Remember, you’re interviewing potential co-workers as well!

The ALA War Finance and War Service Committee at Chillicothe, Ohio. Public domain, via Wikimedia Commons

This anonymous interview is with someone who hires for a:

√ Academic Library 

Title: Director of Library Services

Titles hired include: Teaching & Learning Librarian, Health Sciences Librarian, Library Operations Supervisor, Electronic Resources/Systems Librarian

Who makes hiring decisions at your organization:

√ HR

√ Library Administration

√ The position’s supervisor

√ A Committee or panel

Which of the following does your organization regularly require of candidates?

√ Online application

√ Cover letter

√ Resume

√ References

√ Proof of degree

√ More than one round of interviews 

Does your organization use automated application screening? 

√ No 

Briefly describe the hiring process at your organization and your role in it:

Applicants apply online and attach their materials. The application system notifies me (supervisor/library director) of new applications. I review applications with a search committee based on a template related to the job posting. We then forward 5-6 applications to HR for an initial phone interview. HR conducts the phone interview: they ask general questions plus a few library-specific questions supplied by the search committee. We then take HR’s notes on the phone interviews and narrow the field to 2-4 applicants for a 2nd round final interview. This final round is usually in-person and we pay for travel expenses (although due to COVID, we’ve done Microsoft Teams virtual interviews for the past 2 years). After the final round interviews, I ask the search committee to rank the applicants in order to see what the group’s consensus is. I forward our choices in order to HR who makes the offer to the job candidate.

Think about the last candidate who really wowed you, on paper, in an interview, or otherwise. Why were they so impressive?

They took the time to look at our library website and the services and resources we offer. They worked this into responses to our interview questions. 

Do you have any instant dealbreakers?


What do you wish you could know about candidates that isn’t generally revealed in the hiring process?


How many pages should each of these documents be?

Cover Letter: √ Two is ok, but no more  

Resume: √ As many as it takes, but keep it reasonable and relevant 

CV: √ We don’t ask for this  

What is the most common mistake that people make in an interview?

not being inquisitive; not asking us questions (remember, you’re interviewing potential co-workers as well!)

Do you conduct virtual interviews? What do job hunters need to know about shining in this setting?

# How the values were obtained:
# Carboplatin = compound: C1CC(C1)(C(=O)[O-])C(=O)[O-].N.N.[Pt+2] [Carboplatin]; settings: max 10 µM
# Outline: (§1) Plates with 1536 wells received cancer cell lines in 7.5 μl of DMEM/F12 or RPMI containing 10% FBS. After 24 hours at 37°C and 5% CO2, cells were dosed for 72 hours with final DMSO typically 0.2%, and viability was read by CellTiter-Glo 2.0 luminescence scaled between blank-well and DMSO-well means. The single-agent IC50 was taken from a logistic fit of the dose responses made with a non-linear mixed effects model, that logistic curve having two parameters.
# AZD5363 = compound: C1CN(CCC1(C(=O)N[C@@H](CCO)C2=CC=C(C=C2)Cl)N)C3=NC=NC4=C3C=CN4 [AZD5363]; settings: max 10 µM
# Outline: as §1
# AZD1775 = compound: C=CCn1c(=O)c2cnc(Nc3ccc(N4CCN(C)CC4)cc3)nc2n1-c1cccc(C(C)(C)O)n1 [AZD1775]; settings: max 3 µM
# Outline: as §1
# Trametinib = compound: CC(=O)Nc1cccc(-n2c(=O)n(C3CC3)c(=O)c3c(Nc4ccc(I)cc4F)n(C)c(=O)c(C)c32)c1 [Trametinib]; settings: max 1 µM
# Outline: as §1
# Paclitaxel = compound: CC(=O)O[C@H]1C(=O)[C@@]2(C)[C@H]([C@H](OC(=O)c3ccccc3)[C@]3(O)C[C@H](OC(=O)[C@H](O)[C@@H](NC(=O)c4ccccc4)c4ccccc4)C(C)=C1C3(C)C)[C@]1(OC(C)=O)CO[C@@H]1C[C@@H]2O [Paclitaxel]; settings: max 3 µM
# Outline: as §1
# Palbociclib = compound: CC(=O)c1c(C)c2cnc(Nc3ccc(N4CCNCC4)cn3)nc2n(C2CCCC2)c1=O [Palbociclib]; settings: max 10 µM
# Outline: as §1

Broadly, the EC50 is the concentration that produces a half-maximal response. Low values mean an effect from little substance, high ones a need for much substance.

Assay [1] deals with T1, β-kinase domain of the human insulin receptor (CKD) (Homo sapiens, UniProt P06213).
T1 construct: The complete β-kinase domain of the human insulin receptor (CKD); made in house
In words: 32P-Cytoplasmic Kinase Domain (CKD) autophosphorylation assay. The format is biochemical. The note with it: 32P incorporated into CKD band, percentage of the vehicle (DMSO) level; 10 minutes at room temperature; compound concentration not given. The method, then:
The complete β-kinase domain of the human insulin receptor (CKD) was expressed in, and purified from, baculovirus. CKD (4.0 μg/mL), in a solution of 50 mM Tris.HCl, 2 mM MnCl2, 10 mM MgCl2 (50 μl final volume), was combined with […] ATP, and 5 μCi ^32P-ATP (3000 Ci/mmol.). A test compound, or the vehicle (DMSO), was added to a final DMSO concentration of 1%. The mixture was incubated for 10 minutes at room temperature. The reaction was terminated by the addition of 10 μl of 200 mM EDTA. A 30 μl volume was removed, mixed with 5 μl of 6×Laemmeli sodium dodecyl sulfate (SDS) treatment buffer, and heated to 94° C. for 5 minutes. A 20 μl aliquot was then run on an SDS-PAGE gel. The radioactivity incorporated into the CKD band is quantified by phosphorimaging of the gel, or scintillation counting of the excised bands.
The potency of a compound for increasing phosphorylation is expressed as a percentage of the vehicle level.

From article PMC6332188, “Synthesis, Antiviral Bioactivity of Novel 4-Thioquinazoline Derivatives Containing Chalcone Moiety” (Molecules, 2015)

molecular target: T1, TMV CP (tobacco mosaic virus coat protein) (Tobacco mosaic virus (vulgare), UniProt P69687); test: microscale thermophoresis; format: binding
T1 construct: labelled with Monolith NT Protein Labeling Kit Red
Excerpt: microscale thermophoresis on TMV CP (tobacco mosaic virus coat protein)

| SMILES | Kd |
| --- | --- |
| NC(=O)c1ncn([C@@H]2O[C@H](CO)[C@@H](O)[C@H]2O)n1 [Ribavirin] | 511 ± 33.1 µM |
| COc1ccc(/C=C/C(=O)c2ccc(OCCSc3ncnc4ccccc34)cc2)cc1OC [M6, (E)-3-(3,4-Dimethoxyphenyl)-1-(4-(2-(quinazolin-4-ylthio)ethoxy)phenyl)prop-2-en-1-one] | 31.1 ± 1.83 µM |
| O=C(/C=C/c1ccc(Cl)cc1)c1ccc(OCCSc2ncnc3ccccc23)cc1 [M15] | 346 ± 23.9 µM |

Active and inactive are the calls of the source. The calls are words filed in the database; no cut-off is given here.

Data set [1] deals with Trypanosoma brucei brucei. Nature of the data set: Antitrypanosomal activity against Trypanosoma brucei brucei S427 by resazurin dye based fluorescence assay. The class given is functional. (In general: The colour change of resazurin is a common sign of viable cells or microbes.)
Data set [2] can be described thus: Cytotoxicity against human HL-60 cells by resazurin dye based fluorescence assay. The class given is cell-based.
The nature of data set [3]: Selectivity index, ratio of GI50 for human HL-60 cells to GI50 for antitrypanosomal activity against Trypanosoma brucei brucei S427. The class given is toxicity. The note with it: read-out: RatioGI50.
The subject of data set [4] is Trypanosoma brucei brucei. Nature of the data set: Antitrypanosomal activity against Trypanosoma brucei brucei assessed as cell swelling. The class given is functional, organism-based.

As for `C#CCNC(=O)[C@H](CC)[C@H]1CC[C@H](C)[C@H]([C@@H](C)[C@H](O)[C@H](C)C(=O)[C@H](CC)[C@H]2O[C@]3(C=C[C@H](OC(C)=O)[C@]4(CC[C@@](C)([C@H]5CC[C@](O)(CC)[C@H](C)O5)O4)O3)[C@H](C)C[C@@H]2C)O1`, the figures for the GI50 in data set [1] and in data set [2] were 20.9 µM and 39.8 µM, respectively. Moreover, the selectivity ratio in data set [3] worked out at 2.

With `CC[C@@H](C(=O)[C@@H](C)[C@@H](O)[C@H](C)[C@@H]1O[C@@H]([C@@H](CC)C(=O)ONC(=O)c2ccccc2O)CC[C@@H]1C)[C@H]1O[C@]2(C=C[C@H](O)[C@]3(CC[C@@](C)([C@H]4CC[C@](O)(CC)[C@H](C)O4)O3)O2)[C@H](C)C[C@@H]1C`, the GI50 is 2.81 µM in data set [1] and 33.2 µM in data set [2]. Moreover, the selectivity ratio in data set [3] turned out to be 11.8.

Yes. Just make sure technology works and try to cut down on distractions when interviewing virtually. 

How can candidates looking to transition from paraprofessional work, from non-library work, or between library types convince you that their experience is relevant? Or do you have other advice for folks in this kind of situation?

Focus on promoting the skills you have that are directly transferrable. 

When does your organization *first* mention salary information?

√ Other: Our institution does not post salary information in job ads (which I cannot get them to budge on). So I provide it as soon as I reach out to schedule interviews.

What does your organization do to reduce bias in hiring? What are the contexts in which discrimination still exists in this process?

The library does a blind review process of applications. Names, addresses, institutions, graduation dates, etc… are blacked out on applications.

What questions should candidates ask you? What is important for them to know about your organization and the position you are hiring for?

short-term vs. long-term goals for the position, how are you evaluated in the position, what untapped areas/collaboration do you see with the position

Additional Demographics

What part of the world are you in?

√ Midwestern US 

What’s your region like?

√ Suburban 

Is your workplace remote/virtual?

√ Some of the time and/or in some positions

How many staff members are at your organization?

√ 11-50 

Author’s note: Hey, thanks for reading! If you like reading, why not try commenting or sharing? Or are you somebody who hires Library, Archives or other LIS workers? Please consider giving your own opinion by filling out the survey here.

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Filed under 1 A Return to Hiring Librarians Survey, 10-50 staff members, Midwestern US, Suburban area

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